Bishops Take Drug Cartel Matters Into Their Own Hands

Catholic clergy is trying to negotiate for peace, says Mexican government isn't doing its job
By Newser Editors and Wire Services
Posted Feb 16, 2024 3:07 PM CST
Bishops: We've Been Lobbying for Peace With Drug Cartels
People walk near a cathedral in Chilpancingo, Mexico, on Thursday.   (AP Photo/Alejandrino Gonzalez)

Four Roman Catholic bishops met with Mexican drug cartel bosses in a bid to negotiate a possible peace accord, and President Andres Manuel Lopez Obrador said Thursday he approves of such talks. The revelation by the bishop of Chilpancingo-Chilapa, Jose de Jesus Gonzalez Hernandez, illustrates the extent to which the government's policy of not confronting the cartels has left citizens to work out their own peace deals with the gangs. Lopez Obrador conceded it wasn't the first time church leaders had held such talks, and that they've done so before in the neighboring state of Michoacan and elsewhere, per the AP.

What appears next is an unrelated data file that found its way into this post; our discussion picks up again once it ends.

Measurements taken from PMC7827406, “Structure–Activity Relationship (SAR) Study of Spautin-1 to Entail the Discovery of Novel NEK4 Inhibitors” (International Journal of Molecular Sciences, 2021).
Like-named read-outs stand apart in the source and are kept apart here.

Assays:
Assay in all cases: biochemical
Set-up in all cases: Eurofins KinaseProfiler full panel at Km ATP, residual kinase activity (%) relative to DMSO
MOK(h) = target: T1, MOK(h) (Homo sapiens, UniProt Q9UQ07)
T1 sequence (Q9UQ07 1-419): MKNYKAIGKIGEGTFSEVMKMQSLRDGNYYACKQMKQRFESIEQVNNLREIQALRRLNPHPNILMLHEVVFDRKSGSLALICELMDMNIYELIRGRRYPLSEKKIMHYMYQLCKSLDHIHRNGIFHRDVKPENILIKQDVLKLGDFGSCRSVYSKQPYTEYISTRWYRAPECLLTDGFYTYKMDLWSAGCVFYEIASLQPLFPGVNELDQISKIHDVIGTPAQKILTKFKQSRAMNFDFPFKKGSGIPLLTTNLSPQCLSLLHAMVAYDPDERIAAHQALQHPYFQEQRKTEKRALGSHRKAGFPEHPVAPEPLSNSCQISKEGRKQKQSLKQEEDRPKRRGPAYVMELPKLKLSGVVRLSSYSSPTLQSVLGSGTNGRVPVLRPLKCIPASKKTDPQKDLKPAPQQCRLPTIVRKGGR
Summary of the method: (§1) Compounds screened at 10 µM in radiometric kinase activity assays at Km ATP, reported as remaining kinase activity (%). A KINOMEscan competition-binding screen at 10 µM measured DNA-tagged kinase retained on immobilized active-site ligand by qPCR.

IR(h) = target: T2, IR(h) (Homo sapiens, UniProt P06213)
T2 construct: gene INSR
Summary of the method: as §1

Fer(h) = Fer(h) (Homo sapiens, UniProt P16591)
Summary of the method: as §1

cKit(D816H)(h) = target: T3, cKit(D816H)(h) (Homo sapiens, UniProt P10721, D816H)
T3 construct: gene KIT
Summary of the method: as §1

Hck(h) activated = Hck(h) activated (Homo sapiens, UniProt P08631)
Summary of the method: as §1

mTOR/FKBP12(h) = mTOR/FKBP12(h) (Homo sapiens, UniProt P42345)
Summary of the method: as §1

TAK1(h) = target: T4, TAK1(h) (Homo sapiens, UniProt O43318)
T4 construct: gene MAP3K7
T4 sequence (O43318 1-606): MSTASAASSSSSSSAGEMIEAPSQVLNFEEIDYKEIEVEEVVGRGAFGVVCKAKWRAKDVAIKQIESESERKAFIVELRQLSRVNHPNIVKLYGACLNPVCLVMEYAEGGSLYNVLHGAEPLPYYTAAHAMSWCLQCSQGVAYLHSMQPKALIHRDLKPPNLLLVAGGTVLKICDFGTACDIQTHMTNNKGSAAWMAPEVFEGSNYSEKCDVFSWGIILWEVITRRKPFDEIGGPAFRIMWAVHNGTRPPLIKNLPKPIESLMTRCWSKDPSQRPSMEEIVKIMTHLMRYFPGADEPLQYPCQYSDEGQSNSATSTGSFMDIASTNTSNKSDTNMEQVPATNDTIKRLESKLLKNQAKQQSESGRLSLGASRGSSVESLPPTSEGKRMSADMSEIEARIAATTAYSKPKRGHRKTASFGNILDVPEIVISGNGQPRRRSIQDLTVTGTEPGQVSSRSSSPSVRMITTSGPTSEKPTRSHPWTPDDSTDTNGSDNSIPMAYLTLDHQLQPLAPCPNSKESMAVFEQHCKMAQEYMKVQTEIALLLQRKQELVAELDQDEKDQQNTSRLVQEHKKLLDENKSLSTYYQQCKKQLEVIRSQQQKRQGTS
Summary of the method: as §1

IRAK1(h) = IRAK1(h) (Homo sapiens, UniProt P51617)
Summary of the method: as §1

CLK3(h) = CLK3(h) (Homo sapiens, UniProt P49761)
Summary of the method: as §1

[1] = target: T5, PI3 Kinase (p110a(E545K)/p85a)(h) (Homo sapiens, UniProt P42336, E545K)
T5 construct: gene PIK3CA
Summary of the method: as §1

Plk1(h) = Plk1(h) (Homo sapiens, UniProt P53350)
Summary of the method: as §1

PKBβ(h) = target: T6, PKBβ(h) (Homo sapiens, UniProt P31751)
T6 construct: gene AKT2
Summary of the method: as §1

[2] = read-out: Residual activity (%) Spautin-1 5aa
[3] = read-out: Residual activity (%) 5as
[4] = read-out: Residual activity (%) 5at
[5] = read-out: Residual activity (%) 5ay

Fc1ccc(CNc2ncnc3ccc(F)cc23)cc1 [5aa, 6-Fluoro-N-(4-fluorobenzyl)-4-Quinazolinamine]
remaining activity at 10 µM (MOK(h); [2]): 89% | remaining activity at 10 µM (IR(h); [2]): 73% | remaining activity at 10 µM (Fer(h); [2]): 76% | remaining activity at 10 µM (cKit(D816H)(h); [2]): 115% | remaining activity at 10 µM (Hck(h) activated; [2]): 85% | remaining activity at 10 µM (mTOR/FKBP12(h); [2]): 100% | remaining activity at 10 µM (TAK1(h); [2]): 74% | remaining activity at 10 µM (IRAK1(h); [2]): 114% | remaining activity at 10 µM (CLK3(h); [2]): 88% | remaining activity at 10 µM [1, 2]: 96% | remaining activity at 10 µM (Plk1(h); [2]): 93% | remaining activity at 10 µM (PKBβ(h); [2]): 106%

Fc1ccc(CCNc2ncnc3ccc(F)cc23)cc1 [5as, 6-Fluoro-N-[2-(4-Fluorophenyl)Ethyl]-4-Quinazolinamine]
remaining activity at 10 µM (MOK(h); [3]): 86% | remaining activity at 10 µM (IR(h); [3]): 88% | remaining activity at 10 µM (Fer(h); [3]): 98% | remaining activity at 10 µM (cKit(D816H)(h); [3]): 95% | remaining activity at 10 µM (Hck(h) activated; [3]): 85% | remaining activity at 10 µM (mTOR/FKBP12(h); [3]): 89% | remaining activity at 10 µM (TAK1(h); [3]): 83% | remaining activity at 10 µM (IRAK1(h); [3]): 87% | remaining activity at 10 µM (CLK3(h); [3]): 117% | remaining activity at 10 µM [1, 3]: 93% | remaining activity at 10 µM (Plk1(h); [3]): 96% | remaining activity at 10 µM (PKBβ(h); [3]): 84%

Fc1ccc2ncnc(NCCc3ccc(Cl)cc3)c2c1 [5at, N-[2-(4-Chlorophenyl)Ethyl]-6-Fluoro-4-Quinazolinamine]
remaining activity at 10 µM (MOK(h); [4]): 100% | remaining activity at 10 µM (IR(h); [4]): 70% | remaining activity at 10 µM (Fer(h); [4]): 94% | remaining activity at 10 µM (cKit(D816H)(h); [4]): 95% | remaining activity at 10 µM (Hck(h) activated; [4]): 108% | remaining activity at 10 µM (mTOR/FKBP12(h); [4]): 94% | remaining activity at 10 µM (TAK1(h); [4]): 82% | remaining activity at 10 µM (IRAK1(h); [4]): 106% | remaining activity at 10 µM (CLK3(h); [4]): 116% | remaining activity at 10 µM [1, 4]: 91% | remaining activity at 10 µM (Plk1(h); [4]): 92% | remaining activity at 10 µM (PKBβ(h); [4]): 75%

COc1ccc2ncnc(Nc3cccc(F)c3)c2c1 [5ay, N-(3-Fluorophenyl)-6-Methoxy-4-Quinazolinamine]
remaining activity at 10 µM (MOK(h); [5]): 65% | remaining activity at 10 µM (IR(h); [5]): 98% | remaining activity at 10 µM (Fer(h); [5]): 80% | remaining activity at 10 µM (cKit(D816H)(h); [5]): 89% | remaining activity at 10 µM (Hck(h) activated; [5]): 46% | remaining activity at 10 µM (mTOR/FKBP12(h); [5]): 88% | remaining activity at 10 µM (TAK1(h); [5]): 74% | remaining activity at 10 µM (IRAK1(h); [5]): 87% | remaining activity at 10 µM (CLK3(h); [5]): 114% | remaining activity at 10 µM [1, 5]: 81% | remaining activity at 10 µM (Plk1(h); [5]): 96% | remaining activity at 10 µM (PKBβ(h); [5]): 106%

"Priests and pastors and members of all the churches have participated," Lopez Obrador said after the negotiations were revealed. "I think it is very good." His government has avoided direct confrontation with the cartels, allowing them to essentially take control of a dozen or more midsize cities, where the prices of most products are higher because they include a "tax" charged by the cartels. Many average Mexicans have quietly agreed to pay protection payments to drug cartels for fear of being attacked or having their homes or businesses burned.

The bishop said the most recent talks failed because the cartels and drug gangs didn't want to stop fighting over territory in the Pacific coast state of Guerrero. Those turf battles have shut down transportation and led to dozens of killings in recent months. "They asked for a truce, but with conditions," González Hernández said of the talks, held a few weeks ago. "But these conditions were not agreeable to one of the participants." Asked by local reporters what those conditions were, the bishop answered "territories."

(More Mexico stories.)

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